See our planning for 2020–21.


Hampshire College Book and Bell Celebration

The Hampshire Way

We’re launching a bold new curriculum and student experience, fundamentally reshaping a liberal arts education to match the needs of today’s students and the world.

Graduates encounter opportunities and problems that don’t fit neatly into fixed majors or departments — their education shouldn’t either. Employers overwhelmingly agree that broad learning and skills that cut across disciplines are the best preparation for long-term career success.

Our goal? To radically transform how students learn. Hampshire’s model educates students for the challenges of jobs, graduate schools, entrepreneurship, and life.

By empowering our students to pursue questions they’re most passionate about, many develop a love of learning that is absent from most education in this country. I believe we are designing the future of undergraduate education, a future that students want now and will only be able to get here.
Ed Wingenbach, president

At Hampshire, students will:

  • Actively grapple with pressing questions and issues starting in their first semester.
  • Explore and innovate freely across multiple methods and practices and all fields of knowledge: the arts, sciences, technology, social/political inquiry, and humanities.
  • Develop lifelong skills central to a liberal arts education: creative problem-solving, applied critical thinking, entrepreneurialism, and agility for dealing with complexity and uncertainty.
  • Integrate learning in and out of the classroom through courses, workshops, independent study, field study, community learning, study abroad, internships, co-curricular activities, and more.

Self-Designed Curriculum

No schools or departments. No majors.

Areas of study at Hampshire are as broad as the imagination. A student’s job when they get here isn’t to declare a major, it’s to discover their mission.

Students choose faculty advisors who support them in designing a custom curriculum in pursuit of big questions, challenges, or issues of the student’s interest. Graduates emerge from Hampshire prepared to engage with complex contemporary issues including the skills to transition to multiple careers.

Divisional Structure

No freshman, sophomores, juniors, or seniors.

Students advance through a divisional structure rather than academic ranks. Each of three divisions requires a portfolio review, including narrative feedback from all courses, final papers or projects, community-engaged learning, other meaningful work, and a retrospective. Hampshire careers are capped off by a year-long thesis-like Div III project of the student’s own design.



Narrative Evaluations

No grades.

Hampshire does not believe grades are an accurate or effective measurement of capacity, competency, or progress. Instead, students are evaluated through robust narrative feedback and evaluations provided by peers and faculty members.

Key Themes and Learning Collaboratives

Relevant, global challenges. Resources aligned to a key theme.

The world has big problems. Today’s students want to go to college to do something about it. Hampshire is taking up these big problems and figuring out how to address them.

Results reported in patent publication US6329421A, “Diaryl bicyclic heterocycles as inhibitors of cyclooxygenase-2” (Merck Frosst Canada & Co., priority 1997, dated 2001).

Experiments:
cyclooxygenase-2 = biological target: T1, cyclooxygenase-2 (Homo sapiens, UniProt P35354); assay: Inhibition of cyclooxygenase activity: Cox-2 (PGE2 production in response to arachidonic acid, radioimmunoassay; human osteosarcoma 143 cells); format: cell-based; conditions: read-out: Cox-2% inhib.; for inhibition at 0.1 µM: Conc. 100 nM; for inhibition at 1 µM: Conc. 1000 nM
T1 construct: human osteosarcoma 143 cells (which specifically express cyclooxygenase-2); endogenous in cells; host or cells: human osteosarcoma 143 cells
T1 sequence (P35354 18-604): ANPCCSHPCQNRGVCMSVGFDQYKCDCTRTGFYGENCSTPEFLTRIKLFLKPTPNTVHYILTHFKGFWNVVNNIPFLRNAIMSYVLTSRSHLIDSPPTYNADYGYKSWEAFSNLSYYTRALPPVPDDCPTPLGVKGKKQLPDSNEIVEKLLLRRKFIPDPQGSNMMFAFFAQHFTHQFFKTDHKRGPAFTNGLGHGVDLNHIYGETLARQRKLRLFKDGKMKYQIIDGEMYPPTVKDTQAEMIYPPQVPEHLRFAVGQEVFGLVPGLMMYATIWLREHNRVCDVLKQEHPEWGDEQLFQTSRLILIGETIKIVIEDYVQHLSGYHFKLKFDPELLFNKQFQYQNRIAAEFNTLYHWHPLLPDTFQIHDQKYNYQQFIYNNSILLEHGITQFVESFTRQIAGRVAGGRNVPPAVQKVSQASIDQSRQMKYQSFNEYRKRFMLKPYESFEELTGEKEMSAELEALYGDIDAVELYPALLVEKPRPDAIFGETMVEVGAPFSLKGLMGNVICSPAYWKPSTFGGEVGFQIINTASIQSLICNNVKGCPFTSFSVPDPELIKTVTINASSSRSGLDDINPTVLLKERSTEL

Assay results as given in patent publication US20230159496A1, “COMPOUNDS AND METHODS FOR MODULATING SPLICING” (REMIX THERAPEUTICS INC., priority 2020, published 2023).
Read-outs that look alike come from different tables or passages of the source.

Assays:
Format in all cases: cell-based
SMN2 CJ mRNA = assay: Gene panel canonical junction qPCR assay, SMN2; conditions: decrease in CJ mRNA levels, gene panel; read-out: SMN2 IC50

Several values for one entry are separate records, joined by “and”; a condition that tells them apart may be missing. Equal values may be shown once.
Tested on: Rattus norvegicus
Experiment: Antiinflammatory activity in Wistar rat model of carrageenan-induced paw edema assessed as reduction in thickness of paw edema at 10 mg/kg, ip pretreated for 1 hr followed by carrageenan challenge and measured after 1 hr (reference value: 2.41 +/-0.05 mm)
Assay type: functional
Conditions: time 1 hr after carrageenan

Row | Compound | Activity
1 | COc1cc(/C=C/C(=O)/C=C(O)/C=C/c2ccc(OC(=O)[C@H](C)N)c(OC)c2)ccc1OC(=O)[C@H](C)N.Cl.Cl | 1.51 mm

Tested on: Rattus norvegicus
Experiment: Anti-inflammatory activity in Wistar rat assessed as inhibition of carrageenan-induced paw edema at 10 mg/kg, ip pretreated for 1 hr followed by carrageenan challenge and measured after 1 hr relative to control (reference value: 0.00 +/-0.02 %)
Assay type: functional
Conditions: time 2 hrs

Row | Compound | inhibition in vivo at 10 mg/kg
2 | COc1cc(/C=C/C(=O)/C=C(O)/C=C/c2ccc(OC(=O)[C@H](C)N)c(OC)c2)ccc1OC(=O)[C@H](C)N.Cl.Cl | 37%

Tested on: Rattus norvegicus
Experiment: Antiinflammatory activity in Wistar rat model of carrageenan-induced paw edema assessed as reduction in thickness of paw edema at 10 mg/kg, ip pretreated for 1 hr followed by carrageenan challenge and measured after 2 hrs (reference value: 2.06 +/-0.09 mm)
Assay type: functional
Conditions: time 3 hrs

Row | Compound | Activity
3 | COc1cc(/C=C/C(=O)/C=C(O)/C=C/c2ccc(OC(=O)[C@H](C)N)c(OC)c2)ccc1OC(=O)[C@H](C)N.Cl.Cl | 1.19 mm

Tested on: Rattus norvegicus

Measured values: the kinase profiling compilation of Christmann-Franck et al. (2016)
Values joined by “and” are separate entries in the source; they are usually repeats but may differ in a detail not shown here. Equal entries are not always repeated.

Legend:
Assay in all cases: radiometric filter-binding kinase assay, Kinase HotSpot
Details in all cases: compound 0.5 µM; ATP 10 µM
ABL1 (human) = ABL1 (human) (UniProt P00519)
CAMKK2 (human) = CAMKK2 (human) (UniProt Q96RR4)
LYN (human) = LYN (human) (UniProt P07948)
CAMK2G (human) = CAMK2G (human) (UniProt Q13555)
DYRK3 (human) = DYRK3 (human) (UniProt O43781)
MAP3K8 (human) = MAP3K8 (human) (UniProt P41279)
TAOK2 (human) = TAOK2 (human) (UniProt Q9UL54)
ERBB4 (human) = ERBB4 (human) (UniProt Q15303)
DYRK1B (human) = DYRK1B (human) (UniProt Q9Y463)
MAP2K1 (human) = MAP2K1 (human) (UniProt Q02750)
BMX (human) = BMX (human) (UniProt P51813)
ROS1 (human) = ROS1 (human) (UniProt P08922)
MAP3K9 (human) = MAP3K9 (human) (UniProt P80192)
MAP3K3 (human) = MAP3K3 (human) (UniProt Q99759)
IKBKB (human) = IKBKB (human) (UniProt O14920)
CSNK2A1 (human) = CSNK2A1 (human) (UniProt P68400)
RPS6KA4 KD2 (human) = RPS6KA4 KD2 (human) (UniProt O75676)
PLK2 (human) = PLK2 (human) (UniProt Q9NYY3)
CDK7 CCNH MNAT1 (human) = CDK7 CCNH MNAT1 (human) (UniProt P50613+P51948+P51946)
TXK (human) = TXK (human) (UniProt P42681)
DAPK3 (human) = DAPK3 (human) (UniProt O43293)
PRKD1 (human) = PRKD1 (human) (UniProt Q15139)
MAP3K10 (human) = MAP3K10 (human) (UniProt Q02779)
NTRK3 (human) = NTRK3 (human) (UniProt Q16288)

Traditional models of departments and schools can’t address these challenges effectively. So we’ve developed Learning Collaboratives, transdisciplinary structures designed to address timely topics.

And we will not remain static. Themes will evolve as needs and interests shift, and new problems and questions emerge.

Learning Collaboratives are comprised of faculty, staff, and students who bring their own perspectives and expertise to a shared key theme, mixing ideas, skills, and passions among a community of others.

The following four themes are being pursued now:

  1. Environments & Change: How do we repair our environment and reverse climate change? How do we care for each other and our planet? How do we define a sense of home and embody our place in the world? How do we adapt? How do we define and measure environmental change?
  2. In/Justice: How do we disrupt and dismantle white supremacy? How do justice and injustice shape our systems of power? Which bodies are valued? How do people in marginalized communities strategize to make their grievances and their work visible, their voices heard?
  3. Media & Technology: How do technologies (tools, books, computers, photographs, gene-editing techniques, etc.) shape the world and mediate our relationships to it? In what ways are media and technology agents of positive change, and how do we address the ethical, political, social, and economic problems they pose?
  4. Time & Narrative: Whose histories get told, whose memories matter? How do we author time, mark time, and measure space and time? How does "deep time" affect how we think about human evolution, history, knowledge, and the future? What lies ahead, and how do we plan for and reimagine a different world?

Community Engaged Learning

Experiential, hands-on learning.

A requirement for Div I and II, Community Engaged Learning experiences (CELs) encourage students to deepen their engagement on campus and in the real world. Students design opportunities to build community and seek innovative ways to address critical needs as defined by groups and organizations in and outside the College. CELs reveal to  students new ways of thinking about both their future careers and the roles they can play as citizens in ameliorating social problems such as environmental degradation, poverty, illiteracy, and disengaged youth.

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